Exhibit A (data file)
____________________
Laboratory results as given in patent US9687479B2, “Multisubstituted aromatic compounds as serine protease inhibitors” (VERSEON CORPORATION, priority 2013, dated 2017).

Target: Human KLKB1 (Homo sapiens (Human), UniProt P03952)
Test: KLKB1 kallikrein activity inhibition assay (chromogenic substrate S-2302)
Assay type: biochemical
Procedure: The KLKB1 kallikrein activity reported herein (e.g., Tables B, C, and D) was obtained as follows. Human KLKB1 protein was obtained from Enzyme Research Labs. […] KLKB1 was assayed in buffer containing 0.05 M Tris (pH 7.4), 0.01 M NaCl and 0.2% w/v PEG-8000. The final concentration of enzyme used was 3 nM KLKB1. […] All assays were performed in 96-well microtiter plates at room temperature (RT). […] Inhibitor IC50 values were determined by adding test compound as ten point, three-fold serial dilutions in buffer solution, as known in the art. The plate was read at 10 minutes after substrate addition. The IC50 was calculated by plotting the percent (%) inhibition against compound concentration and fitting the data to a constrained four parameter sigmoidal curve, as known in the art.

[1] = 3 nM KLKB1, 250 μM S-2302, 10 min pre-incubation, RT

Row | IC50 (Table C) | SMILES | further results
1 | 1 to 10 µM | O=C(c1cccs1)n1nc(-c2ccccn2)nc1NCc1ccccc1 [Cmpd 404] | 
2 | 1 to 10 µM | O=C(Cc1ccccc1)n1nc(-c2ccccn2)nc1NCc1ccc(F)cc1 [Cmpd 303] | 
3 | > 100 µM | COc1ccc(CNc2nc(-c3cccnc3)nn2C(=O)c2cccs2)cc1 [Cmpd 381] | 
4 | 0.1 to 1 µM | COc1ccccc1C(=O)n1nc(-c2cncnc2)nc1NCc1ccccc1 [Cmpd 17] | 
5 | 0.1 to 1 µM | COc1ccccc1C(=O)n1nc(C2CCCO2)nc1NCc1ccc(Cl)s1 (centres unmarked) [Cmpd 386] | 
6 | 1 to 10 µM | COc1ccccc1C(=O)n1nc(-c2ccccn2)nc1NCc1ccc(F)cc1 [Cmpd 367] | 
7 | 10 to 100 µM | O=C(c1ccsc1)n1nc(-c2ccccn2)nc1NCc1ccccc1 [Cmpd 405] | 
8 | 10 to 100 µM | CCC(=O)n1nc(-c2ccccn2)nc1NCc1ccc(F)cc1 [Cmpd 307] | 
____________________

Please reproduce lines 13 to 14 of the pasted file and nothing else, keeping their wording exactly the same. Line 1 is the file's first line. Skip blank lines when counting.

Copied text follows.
6 | 1 to 10 µM | COc1ccccc1C(=O)n1nc(-c2ccccn2)nc1NCc1ccc(F)cc1 [Cmpd 367] | 
7 | 10 to 100 µM | O=C(c1ccsc1)n1nc(-c2ccccn2)nc1NCc1ccccc1 [Cmpd 405] | 